Origins of Voodoo in New Orleans
- Lilith Dorsey

The word Voodoo comes from Dahomey and means "spirit" or "deity'. There is no official record of the introduction of Voodoo in North America. Scholars, however, believe that it originated in New Orleans .

The history of Voodoo in New Orleans is an interesting one. It is peppered with exotic characters with names like Sanite Dede, Bayou John , Marie Laveau, Leafy Anderson and others. Voodoo made its way to New Orleans from a variety of different places. Large numbers of slaves were imported to Louisiana directly from Africa. There were also slaves imported from the French colonies of Guadeloupe, Martinique, and Santo Domingo. Many of the Haitian planters, as well as Voodoo leaders, emigrated during the slave revolution of 1791. It is estimated that between 1805 and 1810, approximately 10,000 Caribbean refugees arrived in the Crescent City of New Orleans.

The most dominant African survival as a result of the diaspora has been the religious traditions, referred to collectively as Voodoo. They have proved to be most prevalent in areas where the stronghold of Catholicism is present, such as New Orleans and Cuba.

Unlike Cuban Santeria , however, the New Orleans type of Voodoo has a unique and interesting flavor , just like the city itself. Voodoo in New Orleans is marked by many different influences. There has been from the beginning a variety of different ethnic groups present in New Orleans: Spanish, English, French, Germans, Filipinos, and others have all been known to call New Orleans home. This ethnic diversity is responsible for a variety of beliefs and practices becoming part of the Voodoo pantheon . Also a number of truly unique practices began to spring up in the Crescent City.

Foremost among these practices and unique to the group of displaced African religious traditions is the presence of a matriarchal structure. The most powerful and influential figures in the religion from the very beginning have been the Voodoo Queens.

Voodooism seems to have been a matriarchy almost from its first days in Louisiana. The King was always a minor figure Papa didn't count. Mama was the entire show. The only men of importance were the witch doctors. The King was probably changed from year to year and was actually the current lover of the queen. Women seem, too, to have made upat least eighty percent of the cultists, and it was always the female of the white race who entered the sect. (Tallant)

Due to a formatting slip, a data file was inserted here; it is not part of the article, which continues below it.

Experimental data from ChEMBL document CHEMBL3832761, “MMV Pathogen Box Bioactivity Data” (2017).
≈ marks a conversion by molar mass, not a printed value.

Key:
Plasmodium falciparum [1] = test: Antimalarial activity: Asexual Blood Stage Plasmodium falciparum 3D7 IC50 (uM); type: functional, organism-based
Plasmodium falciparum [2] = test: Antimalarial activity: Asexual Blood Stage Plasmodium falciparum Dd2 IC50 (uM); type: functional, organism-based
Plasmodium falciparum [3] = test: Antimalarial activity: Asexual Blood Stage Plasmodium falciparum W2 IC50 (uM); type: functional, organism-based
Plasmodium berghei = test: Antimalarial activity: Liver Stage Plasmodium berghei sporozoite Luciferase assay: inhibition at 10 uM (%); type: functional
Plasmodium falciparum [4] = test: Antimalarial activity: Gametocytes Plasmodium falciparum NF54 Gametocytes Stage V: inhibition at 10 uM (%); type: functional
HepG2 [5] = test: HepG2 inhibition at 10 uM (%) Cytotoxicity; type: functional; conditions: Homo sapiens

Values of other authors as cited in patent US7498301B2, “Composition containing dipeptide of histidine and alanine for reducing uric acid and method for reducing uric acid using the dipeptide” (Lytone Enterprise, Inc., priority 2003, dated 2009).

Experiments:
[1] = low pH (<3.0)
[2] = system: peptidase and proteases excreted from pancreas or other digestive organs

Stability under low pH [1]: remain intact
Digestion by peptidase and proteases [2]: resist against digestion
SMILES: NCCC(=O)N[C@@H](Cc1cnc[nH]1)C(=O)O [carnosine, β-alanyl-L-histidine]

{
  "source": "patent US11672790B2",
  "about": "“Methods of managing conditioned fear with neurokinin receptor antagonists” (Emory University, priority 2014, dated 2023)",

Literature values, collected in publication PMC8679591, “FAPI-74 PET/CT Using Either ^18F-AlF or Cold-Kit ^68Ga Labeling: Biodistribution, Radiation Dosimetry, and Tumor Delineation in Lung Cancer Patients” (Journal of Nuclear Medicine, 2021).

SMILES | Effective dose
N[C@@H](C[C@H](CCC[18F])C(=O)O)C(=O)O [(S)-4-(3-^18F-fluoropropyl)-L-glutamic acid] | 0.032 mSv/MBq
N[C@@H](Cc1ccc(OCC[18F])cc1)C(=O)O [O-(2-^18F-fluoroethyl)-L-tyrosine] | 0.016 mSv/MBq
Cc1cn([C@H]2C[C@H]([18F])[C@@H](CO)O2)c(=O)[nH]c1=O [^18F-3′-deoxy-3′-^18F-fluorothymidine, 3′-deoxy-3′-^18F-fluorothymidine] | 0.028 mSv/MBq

The earliest recorded Voodoo Priestess in New Orleans was Sanite Dede, a free quadroon from Santo Domingo. She is reported as operating an interracial Voodoo cult as early as 1822. A detailed account of one of her ceremonies was published in the sensational magazine Century. This account is questionable, however, as the source was a teenage boy who claims to have been led to the ritual by one of his father's slaves. It gives an account of the traditional Voodoo items being used ( a snake, a black doll, and a calabash) , and a revelry of dancing, singing, drumming, and possession.

The major male figure present in the New Orleans Voodoo scene was Bayou John, or Doctor John. He was a freed African who had travelled the world with his master. He demonstrated a command of the drums (and is regarded as the first master drummer of the crescent city. Descriptions depict him as a towering figure with a face tattooed with red and blue snakes, the tribal markings of the Senegalese royal family. He was widely sought by blacks and whites alike for his herbal medicines and fortune telling.

The greatest and most widely recognized Voodoo queen was the famous Marie Laveau. She reigned as queen for over forty years, and there are those that say even today that we are waiting for her successor to arrive. There are many conflicting stories about Madame Marie, whose life seems to shrouded in mystery. Some accounts say she was born in 1794, others 1827. Some of the confusion may have arisen as her daughter also bore the same name. She is reputed to have returned the African custom of snake worship to New Orleans, despite earlier accounts . Her met tet, or head spirit as referred to in Voodoo, was Damballa, the great snake creator of Voodoo mythology.

Marie is reported to have used a variety of talents to establish herself as the reigning Voodoo queen. There are reports of her beating rivals as she came across them on the street and demanding that they relinquish their claims of superiority to Marie. Much of her power, however, can probably be attributed to her great business sense. She had started out as a hairdresser and gained the respect and confidence of the New Orleans elite. From there she used her knowledge of the secrets of the elite to carry out her public rituals undisturbed.


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